Why I care:
Being an amateur radio operator that uses a wide range of frequencies across the electromagnetic spectrum (from below 137 kHz to at least 24 GHz) and often "listens" over wider ranges than that I'm always on the look-out for devices that unintentionally produce radio frequency energy which will be manifest as radio interference, reducing my ability to receive signals.
This sort of interference is increasingly commonplace, the incidence having accelerated with the prevalence of "switching" type "wall-warts" (a.k.a. "power cubes") that ubiquitously power nearly anything that is plugged into the wall. As part of their power conversion, these small devices contain powerful oscillators - typically operating in the 20-100 kHz range - that have the potential to cause radio interference at frequencies far removed from that.
What this means is that the inclusion of even more of these devices in my household - including a Tesla Powerwall 2, which is a really big switching power converter - have the potential of adding to this sea of noise.
What is a Powerwall?
A Powerwall is the Tesla-specific name for what amounts to a "whole house UPS" (Uninterruptible Power System). There are other manufacturers of similar systems and they have their own nomenclature, generically called an "AC Battery" because they internally perform the AC to DC conversion for charging and DC to AC inverting to provide external AC power.
As the name implies, if the mains power disappears this system can provide electricity to the entire house (or a portion of it) during the power outage. As you might expect, very large, high duty-cycle loads such as whole-house air conditioning, electric water heaters, electric clothes dryers and electric furnaces are typically not backed up by a system like this as they would draw down the battery very quickly.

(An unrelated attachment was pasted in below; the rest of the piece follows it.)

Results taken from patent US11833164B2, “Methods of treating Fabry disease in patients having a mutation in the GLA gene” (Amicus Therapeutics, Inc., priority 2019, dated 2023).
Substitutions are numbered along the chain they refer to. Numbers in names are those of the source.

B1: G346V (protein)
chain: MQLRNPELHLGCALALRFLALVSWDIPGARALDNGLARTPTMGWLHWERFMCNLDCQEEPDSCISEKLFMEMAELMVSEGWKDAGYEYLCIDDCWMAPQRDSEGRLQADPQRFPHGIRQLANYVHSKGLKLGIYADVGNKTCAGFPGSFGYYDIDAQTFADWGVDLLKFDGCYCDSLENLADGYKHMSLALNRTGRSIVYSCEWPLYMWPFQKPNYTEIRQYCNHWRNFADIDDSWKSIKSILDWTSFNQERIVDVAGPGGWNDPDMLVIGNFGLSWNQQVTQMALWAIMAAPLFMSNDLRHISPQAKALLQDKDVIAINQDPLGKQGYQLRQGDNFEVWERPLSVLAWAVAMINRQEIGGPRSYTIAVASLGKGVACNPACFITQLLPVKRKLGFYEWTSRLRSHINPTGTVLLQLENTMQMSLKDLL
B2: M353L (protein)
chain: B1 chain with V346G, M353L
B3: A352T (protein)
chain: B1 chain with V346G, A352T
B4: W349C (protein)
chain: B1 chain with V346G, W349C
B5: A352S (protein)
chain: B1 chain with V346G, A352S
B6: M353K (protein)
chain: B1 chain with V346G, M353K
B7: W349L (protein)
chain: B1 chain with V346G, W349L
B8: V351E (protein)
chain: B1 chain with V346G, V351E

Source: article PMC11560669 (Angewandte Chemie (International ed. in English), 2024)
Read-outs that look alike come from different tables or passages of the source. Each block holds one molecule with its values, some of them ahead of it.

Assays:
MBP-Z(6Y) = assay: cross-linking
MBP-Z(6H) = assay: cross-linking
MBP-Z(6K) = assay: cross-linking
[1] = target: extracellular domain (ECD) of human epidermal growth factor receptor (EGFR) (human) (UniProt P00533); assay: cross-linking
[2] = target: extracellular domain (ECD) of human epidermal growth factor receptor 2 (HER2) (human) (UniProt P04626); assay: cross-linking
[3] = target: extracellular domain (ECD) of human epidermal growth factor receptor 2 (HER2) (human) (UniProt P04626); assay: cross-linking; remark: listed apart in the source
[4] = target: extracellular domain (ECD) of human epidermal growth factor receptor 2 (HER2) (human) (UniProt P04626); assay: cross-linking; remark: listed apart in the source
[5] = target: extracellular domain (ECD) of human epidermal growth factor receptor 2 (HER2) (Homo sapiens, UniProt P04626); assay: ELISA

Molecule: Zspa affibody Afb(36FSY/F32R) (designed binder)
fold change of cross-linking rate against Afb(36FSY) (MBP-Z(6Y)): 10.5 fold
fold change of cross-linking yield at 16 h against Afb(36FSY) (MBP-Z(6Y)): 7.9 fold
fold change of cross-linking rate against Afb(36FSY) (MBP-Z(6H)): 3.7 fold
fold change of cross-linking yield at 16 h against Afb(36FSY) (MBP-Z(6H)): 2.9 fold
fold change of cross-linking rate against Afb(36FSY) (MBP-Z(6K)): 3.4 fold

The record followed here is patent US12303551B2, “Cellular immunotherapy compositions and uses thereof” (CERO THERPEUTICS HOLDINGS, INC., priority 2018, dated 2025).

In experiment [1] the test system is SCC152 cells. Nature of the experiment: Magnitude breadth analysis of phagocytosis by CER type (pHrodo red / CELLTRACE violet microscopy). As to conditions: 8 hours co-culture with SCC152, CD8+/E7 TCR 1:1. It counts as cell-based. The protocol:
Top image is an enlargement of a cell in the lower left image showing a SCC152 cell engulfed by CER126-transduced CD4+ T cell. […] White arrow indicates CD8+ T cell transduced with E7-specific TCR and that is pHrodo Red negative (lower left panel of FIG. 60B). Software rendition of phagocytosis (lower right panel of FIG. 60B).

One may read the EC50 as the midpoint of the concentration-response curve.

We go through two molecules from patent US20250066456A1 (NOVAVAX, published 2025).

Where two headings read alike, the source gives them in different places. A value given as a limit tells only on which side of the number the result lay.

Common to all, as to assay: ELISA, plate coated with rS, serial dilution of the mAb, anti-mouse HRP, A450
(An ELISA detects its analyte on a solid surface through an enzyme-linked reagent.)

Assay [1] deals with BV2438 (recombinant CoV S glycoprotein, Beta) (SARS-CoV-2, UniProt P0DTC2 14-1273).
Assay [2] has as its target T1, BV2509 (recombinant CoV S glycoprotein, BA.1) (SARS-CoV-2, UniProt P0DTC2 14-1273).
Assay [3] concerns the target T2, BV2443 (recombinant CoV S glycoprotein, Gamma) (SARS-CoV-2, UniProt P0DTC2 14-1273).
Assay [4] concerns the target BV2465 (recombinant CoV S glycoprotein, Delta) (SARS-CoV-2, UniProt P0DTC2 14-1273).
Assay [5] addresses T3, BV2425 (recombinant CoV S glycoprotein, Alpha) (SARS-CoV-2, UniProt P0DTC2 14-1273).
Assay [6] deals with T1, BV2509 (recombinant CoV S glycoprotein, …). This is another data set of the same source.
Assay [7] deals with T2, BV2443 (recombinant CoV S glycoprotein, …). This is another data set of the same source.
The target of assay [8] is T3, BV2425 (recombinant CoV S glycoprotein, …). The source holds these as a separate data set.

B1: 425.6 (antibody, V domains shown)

When integrated with a PV (solar electric) system it can be charged from solar energy and if the grid remains unavailable the house can run indefinitely, provided that the short-to-medium-term power budget is positive - that is, more solar power is produced than is being used and the battery is not discharged so much between charges (e.g. overnight, on cloudy days) that it reaches the point of cut-off. My system has two Powerwall units which, working in tandem can provide at least 10kW of power with a storage capacity of a bit more than 26kWh - enough for about a day (without any solar input) with normal usage or several days (without solar input) if serious power conservation measures are taken.
In areas where there are significant electric rate (tariff) differences between "peak" and "off-peak" hours, this type of system can be used to "zero out" (or reduce) utility usage during peak hours and charge during off-peak hours from the grid and/or with solar. In my area, this is not relevant as the power rates remain constant throughout the day and it is configured to charge only from solar.
Having one of these systems is a bit like having a back-up generator - except that if the sun is shining, the "gas tank" can be refilled. Practically speaking this system is unlikely to save me any money in the same way that a back-up generator probably wouldn't so I would consider it to be a sort of extravagance - like owning an RV, boat or some 4 wheelers - a bit like a somewhat expensive hobby, but more utilitarian. Being an amateur radio operator I'm also interested in having back-up power in case there is some sort of event that causes the loss of the grid for a period of time, hence the concern about possible radio interference.
How it's connected:
Figure 2, below, shows how a typical "AC Battery" might be wired into a household power system and integrated with a PV inverter.